18. Treo 800w
Aug. 21, 2008: With the Treo 800w, Palm at long last added built-in Wi-Fi connectivity to a Treo, in the form of an 802.11b/g radio that rode alongside a new integrated GPS receiver.
19. iPhone 3G
Sept. 3, 2008: The second version of Apple's headline-grabbing iPhone, the iPhone 3G, added much-needed 3G data transfer speeds to the slick device. However, the 3G features that impressed us most, including support for third-party applications and Microsoft Exchange ActiveSync, were available in a firmware upgrade that first-generation iPhone users could consume as well.
20. Nokia E71
Sept. 17, 2008: The Nokia E71 is a slim, feature-packed smartphone with an excellent thumb keyboard and enough battery life to last a full workday. While we found some of its features a bit awkwardly implemented, we appreciated its excellent management attributes, as well as its relative (compared with the iPhone) independence from a desktop mother ship.
21. Treo Pro
Oct. 3, 2008: Palm's Treo Pro impressed us with its sleek new design, but the erratic 3G performance and battery life issues that we experienced with the device were what stood out most in our testing.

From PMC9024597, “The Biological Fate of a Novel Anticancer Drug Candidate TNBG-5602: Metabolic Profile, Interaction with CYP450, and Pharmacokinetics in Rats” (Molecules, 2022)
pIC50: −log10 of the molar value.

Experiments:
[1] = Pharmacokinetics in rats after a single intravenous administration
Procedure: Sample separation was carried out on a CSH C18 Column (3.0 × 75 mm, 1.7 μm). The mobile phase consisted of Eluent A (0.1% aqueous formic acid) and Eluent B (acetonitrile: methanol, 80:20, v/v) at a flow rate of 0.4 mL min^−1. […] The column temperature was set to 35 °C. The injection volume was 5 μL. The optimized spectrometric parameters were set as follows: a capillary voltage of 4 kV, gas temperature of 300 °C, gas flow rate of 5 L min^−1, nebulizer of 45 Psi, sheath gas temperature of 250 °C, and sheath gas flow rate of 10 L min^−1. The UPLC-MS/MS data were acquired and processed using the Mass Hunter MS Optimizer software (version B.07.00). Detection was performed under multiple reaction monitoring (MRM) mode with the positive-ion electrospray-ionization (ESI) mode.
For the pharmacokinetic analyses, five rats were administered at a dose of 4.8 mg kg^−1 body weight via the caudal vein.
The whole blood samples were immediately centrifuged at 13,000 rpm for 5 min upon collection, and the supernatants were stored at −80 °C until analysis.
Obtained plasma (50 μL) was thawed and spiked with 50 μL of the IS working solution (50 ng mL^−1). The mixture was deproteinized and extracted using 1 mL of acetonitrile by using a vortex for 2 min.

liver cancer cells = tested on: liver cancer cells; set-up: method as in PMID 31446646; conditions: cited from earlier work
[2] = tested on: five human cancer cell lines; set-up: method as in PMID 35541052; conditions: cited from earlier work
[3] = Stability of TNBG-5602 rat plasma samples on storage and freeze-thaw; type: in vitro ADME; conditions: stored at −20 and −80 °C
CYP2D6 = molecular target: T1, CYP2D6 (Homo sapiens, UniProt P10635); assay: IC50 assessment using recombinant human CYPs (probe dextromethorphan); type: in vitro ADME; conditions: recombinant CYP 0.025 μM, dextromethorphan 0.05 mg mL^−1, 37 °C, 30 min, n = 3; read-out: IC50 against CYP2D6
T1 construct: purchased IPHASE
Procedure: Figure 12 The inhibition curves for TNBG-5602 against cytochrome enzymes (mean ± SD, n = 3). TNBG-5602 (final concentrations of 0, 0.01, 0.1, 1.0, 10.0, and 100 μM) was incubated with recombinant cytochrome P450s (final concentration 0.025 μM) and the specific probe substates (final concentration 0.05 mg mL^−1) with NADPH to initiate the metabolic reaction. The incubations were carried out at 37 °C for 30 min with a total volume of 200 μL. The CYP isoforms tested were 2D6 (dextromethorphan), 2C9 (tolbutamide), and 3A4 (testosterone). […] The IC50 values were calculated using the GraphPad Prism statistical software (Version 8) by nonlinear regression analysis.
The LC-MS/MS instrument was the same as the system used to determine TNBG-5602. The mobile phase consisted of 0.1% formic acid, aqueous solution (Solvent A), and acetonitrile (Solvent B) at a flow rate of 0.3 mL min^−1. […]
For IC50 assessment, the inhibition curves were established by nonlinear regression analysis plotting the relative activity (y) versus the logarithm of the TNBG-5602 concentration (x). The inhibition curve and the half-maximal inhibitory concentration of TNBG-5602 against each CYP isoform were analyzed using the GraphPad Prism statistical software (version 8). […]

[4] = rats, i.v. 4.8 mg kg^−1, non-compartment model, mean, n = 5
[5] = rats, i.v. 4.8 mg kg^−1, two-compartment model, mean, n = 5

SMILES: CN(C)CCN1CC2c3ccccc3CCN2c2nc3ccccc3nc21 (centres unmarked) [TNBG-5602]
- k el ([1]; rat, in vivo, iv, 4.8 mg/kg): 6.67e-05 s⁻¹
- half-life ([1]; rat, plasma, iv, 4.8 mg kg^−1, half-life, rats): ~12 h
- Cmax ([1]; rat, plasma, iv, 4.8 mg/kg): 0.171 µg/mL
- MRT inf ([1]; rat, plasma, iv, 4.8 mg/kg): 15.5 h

22. T-Mobile G1
Oct. 16, 2008: As the first publicly released smartphone running the Open Handset Alliance's Android mobile operating system, the T-Mobile G1 was in our view a qualified success. In our tests, we found both innovative, well-designed features and a raft of small, first-generation bugs and idiosyncrasies.
23. BlackBerry Storm
Nov. 20, 2008: The BlackBerry Storm 9530 was RIM's first smartphone to dispense with a physical keyboard in favor of a touch-sensitive display—a move that made for way more display space. RIM dealt with the loss of tactile feedback associated with virtual keyboard-bearing devices by designing the display to function as one big button, so that pressing on the unit's software-rendered keys produces tactile feedback reminiscent of a real keypad.
24. BlackBerry Bold
Dec. 8, 2008: RIM's BlackBerry Bold struck us as a powerful device with a lot of storage, rich multimedia capabilities and excellent audio. However, while the Bold stacked up well against previous BlackBerry and Treo units, the device didn't quite match up to smartphone players such as Apple's iPhone or the Android-based G1. We hope to see RIM's unfolding software ecosystem initiatives bring the Bold back to the smartphone forefront.